12.Ms. Diallo said that in its general comment No. 1 on migrant domestic workers, the Committee had recalled that the vulnerability of such workers did not begin and end at their workplace, but that they faced risks throughout the migration cycle. It had also urged States to close gaps in their legislation that excluded migrant domestic workers and limited their access to justice when their rights were violated.

13.The COVID-19 pandemic had served as a brutal reminder of the instability faced by domestic workers. Nearly one in six domestic workers in the world was a foreign migrant, and over 73 per cent were women. In Europe, where domestic help was costly due to taxes and social security contributions, the lack of government assistance for households to legally employ domestic workers led to growth in undeclared labour. In the Middle East, migrant domestic workers, chiefly from Africa and Asia, were often employed under the kafalah system, which had been described as modern slavery and linked workers’ residence permits to a contractual agreement with their employer. In Africa, 35 per cent of domestic workers lived in rural areas, 87 per cent of them were women, 30 per cent were migrants and 85 per cent were heads of household whose labour accounted for almost all of their household income. During the pandemic, half of domestic workers in Africa had either been laid off or had seen their pay withheld, without receiving any compensation or unemployment benefits.

14.In addition, women migrant domestic workers faced intersectional discrimination and a lack of collective representation, thus aggravating their social and economic vulnerability. They tended to work especially long hours, in violation of article 25 of the Convention, which called for equal treatment of migrant workers and nationals of the State of employment.

15.Given the worrying overall situation, it was important for States to accede to and implement the various international norms protecting migrant domestic workers, including the Convention and the Domestic Workers Convention, 2011 (No. 189) and Domestic Workers Recommendation, 2011 (No. 201) of the International Labour Organization (ILO); to bring their domestic legislation governing labour, immigration, contracts and social security into line with those norms; and to establish robust enforcement mechanisms, despite the difficulty involved in monitoring working conditions in private homes. It was also important to conduct broad awareness-raising with the aim of reducing the marginalization of migrant domestic workers and to strengthen their professional skills. Lastly, in the specific context of the pandemic, Governments should include all migrant domestic workers in their pandemic assistance plans.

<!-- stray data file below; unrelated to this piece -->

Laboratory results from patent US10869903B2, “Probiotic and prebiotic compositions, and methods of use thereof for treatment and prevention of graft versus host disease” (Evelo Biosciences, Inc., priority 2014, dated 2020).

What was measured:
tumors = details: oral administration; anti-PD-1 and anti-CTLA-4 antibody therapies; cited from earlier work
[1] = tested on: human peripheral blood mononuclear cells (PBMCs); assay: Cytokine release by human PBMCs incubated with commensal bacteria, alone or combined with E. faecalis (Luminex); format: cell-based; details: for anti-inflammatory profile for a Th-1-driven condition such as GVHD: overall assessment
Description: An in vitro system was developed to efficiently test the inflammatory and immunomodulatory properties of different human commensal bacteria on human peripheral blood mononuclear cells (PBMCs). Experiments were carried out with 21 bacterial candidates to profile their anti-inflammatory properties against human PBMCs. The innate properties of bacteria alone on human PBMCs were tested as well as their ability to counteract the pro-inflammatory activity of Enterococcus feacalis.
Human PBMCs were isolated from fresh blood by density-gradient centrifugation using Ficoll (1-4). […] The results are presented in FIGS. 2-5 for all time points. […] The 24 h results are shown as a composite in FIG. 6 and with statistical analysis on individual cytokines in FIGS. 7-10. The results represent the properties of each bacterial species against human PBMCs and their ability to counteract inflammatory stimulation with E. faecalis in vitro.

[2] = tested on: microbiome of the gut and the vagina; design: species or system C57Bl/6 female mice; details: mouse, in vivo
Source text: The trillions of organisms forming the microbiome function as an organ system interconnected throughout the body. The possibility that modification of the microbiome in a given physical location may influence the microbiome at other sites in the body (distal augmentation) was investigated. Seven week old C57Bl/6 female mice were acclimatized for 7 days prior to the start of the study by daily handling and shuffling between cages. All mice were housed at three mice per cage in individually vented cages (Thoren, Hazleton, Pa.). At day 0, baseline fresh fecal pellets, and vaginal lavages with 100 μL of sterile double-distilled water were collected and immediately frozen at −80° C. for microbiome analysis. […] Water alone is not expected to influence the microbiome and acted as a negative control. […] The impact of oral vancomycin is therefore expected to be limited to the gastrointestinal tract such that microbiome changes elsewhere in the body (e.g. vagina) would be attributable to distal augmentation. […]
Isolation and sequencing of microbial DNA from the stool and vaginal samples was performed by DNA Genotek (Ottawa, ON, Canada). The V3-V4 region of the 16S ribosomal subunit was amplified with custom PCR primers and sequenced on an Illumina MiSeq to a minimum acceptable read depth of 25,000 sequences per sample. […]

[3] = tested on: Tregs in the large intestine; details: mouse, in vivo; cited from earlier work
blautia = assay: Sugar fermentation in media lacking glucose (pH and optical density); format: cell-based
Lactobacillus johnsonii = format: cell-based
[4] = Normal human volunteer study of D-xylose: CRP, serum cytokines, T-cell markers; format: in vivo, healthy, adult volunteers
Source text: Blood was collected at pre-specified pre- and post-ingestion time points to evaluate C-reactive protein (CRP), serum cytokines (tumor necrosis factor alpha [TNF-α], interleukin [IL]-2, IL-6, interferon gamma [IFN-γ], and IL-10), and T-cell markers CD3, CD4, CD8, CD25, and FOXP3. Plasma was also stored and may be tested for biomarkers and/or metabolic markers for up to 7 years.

16.Mr. Lewis (Office of the United Nations High Commissioner for Human Rights) said that it might be worth reviewing general comment No. 1 in the light of changing trends that had manifested themselves in the 10 years since its adoption.

17.Mr. Botero Navarro said that the situation of disappeared or missing migrants and their families was one of the biggest humanitarian tragedies currently facing the world. Migrants failed to contact their families for a number of reasons. Some were unable to do so because they had been deprived of their liberty, while others were being criminally prosecuted, had no money, or had been kidnapped, murdered or disappeared, for instance by organized criminal gangs. In some cases, State officials collaborated with organized criminal groups to abduct migrants. When no information was provided on such cases, they were considered to be instances of enforced disappearance. The Working Group on Enforced or Involuntary Disappearances had identified a direct link between migration and enforced disappearance, but not all disappearances of migrants could be categorized as enforced.

18.It was troubling that State authorities often made little effort to locate disappeared migrants or identify the remains of those who had been killed. States had obligations in respect of disappearances, even when their officials bore no responsibility for them. They were required to address the structural causes of migration, prevent irregular migration, avoid adopting excessively harsh migration policies and promote safe, orderly and regular migration. Governments were also required to avoid expelling migrants to States where they might face a risk of enforced disappearance, to progressively abolish the practice of detaining migrants and to maintain up-to-date registers of all migrants deprived of their liberty. They must also document all returns of migrants and ensure that migrant detainees were allowed to communicate with their relatives and lawyers.

19.States were also obliged to search for disappeared migrants or their remains and to return remains to relatives and issue relatives with an appropriate death certificate. They also had the obligation to investigate whether bodies were buried or concealed on migration routes and to establish databases of disappeared persons, deceased migrants and unidentified remains. The information stored in such databases should be shared with the authorities in countries of origin, transit and destination. States should avoid cremating unidentified remains and should conduct thorough and impartial investigations into all cases of enforced disappearance. They should also investigate the deaths or disappearances of refugees and migrants, ensure access to justice for all refugees, migrants and their families, irrespective of their migration status, and exercise jurisdiction over the offence of enforced disappearance.